There are many details to work out for all of this travel, and I started sifting through them this morning. I sent in my passport for renewal (Priority Mail there; overnighted back to me.) I also bought extra passport pictures in case I need them for Visa issues (Burma for example).

I went to REI and tried on backpacks for almost 2 hours. I fell in love with and bought an Osprey Aura 50 backpack (one of the cheaper ones, thank goodness!) and a Gregory Miwok 18 daypack (expensive, but wow!).

I found on-line some other necessaries (I know from my 2 months in India in 2006): 3-in-1 hiking pants (zip off to make Capri's and shorts); good hiking shoes; lightweight raincoat; thin wool hiking socks (splurge on socks, avoid bandaids/anti-biotic cream for nasty blisters); luggage locks; backpack rain cover/duffel bag combination thingy; Lonely Planet guides; and some packing ziplocs (huge ziplocs with air vent that you roll up and make clothes flatten out).

The front costs are not negligible if you have to buy this sort of stuff. I had about 1/2 of it, but it got "lost" in the divorce. Another opportunity for some dharma practice in equanimity:

Next up? I need to finalize my destination countries and research Visa requirements. Taiwan is easy - there are none. I know I can get a Visa for Burma at the Bangkok American embassy in three days as long as I have an extra passport photo. That leaves Vietnam and Thailand. Also, I want to have the address and directions from my first hostel/hotel/guest house to the American embassy in all countries lined up before I go.

Then, there's all the medical stuff. I have to go to Kaiser and see how many shots I'll need (had a bunch in 2006). These may include Hepatitis A, Hepatitis B, Meningitis, Yellow Fever, Tetanus booster, Typhoid/Diphtheria, MMR booster (measles, mumps and rubella) and Polio. There are also country specific shots that I have to ask my doctor about - hope I don't have to do ALL of these again!

I also have to put together my basic first aid supplies. I'll need to get my personal prescriptions re-filled, and for bacterial dysentery, a 7 to 10 day prescription for Ciprofloxacine (they gave me three days last time and it was so not enough); and a Z-pac for Cipro resistant strains. I bought Cipro over the counter in India (more like, out of the stall); I wonder if this can be done in Asia as well...?

Here is my over the counter first-aid supply list:

a.   NSAI
b.   anti-biotic cream and powder
c.   burn gel
d.   Dicloflenac (anti inflammatory cream)
e.   Metronidazole (giardia or ameobic dysentery)
f.   Immodium (for long bus trips)
g.   benedryl
h.   band-aids
i.   matches
j.   sewing kit
k.   Moleskin and/or 2nd Skin for blisters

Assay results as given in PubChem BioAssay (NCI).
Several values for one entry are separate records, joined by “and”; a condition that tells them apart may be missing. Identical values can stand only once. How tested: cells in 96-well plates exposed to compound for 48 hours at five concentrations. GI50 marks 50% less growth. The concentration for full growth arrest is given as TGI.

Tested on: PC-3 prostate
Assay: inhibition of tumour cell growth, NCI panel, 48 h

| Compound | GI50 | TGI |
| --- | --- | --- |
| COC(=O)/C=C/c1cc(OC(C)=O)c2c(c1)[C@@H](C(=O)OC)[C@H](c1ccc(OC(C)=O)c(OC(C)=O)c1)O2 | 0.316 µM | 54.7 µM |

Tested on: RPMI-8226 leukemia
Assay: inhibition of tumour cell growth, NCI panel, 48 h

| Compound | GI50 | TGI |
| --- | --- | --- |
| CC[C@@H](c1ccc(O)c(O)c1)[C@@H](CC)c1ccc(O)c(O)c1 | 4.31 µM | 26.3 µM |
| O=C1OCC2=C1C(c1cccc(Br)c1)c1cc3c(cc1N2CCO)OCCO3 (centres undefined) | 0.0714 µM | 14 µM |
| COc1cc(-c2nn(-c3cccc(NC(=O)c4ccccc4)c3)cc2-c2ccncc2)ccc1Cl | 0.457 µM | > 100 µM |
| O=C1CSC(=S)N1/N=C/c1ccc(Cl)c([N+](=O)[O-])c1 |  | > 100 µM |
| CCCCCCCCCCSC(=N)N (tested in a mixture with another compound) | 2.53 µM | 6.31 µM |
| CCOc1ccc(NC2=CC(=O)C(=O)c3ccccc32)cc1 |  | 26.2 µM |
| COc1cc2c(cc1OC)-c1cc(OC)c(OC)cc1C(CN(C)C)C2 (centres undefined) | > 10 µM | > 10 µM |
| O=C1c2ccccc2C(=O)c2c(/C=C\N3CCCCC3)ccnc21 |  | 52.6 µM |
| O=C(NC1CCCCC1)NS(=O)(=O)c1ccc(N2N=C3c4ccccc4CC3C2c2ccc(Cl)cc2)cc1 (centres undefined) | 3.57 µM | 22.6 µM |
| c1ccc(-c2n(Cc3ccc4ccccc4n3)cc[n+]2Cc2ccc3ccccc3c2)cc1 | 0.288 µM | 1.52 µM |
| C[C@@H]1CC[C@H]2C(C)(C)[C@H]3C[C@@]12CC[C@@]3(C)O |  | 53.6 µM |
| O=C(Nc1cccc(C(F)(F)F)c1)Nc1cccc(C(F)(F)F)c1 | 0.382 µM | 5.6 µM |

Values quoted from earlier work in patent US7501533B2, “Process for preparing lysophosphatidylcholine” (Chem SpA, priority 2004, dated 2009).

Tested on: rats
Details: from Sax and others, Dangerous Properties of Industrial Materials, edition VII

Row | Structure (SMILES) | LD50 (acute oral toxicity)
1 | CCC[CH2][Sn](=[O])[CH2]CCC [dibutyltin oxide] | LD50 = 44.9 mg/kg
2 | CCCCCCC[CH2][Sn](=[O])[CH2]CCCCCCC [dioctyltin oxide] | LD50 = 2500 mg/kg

l.   Charcoal tablets for your stomach (to help absorb the bad stuff after a bout of food poisoning)
m.   Oral rehydration salts
n.   Diflucan (for the ladies)
o.   Anti-mozzie spray plus 100% DEET (for spraying drains in showers/sinks)
p.   Sterile syringes
q.   Alcohol wipes
r.   Tweezers
s.   anti-bacteria gel

That's where I am today...

RTW Trip Planning

I've come a little further in the planning of my big round the world adventure. It's a lot of work. I know, I know, poor me, right!? Well, it's all exciting and interesting, even the pesky details. And, a lot of work.

Here are my tentative itineraries: November/December in Taiwan-Vietnam-Thailand-Burma.  April and May in Barcelona-Morocco-Istanbul-Greece.

I have great friends, and I'd love to travel with them. However, most of them have 9 to 5 jobs and can't do it, including my girlfriend, Laura. A few might be able to join me en route, though! My friend Kelly is turning 50 in December, so she's trying to finagle a trip to meet me in Thailand or Vietnam for some diving. That would be so much fun! I'm also trying to convince my friend Jennifer to meet me in Greece for a little sun and blue water (and a little history!).

Here's a picture of Ha Long Bay in Vietnam, a UNESCO World Heritage Site. Isn't it amazing!? Ha Long Bay sealed the deal for me about going to Vietnam.

There are also historical/political reasons for visiting Vietnam - at least, for this American. I grew up in the Vietnam "conflict" era, and would like to visit a country that I've heard and seen so much of over the last 46 years. In fact, my Uncle David (my Dad's sister Jane's significant other of 30+ years) is a Vietnam vet and has a LOT to say about his experience there.

Also, Laura did her senior thesis in college (Anthropology major) on the Hmong people, and would very much like something made by the Hmong.
Thanks to for this picture of a Hmong woman and her

A note about airfare:  I decided to split the trip up when I realized that with some research and advance planning, I can buy separate airfare for each location cheaper than buying a RTW (round the world) ticket. I'll have more flexibility, and can purchase on the spot vs. being stuck to a schedule. Also, the months I chose hit an optimum weather vs. too many tourists balance. I couldn't do that with a RTW ticket - I'd end up somewhere in the worst weather.

Thanks to Laura for sending me a link to Easy Jet - inexpensive airfare in Europe. If you can find a cheap round trip to a larger destination in Europe, then you can fly easily throughout Europe - including Morocco.

Intra-Asia travel can be accomplished with Malaysia Air and Tigerair/Mandalay - both have good safety records, and both relatively inexpensive. San Francisco to Taiwan is an easy ticket to find as well. it's time for the pesky details...